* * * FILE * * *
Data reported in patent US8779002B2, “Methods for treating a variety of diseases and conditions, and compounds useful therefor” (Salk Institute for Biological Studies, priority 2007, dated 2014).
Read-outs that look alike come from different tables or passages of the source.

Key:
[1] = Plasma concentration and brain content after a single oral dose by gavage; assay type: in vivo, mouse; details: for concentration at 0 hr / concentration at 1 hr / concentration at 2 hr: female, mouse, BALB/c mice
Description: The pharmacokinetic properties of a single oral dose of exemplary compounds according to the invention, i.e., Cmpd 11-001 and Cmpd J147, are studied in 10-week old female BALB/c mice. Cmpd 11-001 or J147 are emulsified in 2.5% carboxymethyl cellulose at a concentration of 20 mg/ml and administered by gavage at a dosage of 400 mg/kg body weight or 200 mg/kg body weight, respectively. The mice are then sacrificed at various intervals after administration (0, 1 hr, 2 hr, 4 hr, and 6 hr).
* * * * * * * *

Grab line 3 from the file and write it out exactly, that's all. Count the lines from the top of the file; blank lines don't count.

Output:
Key: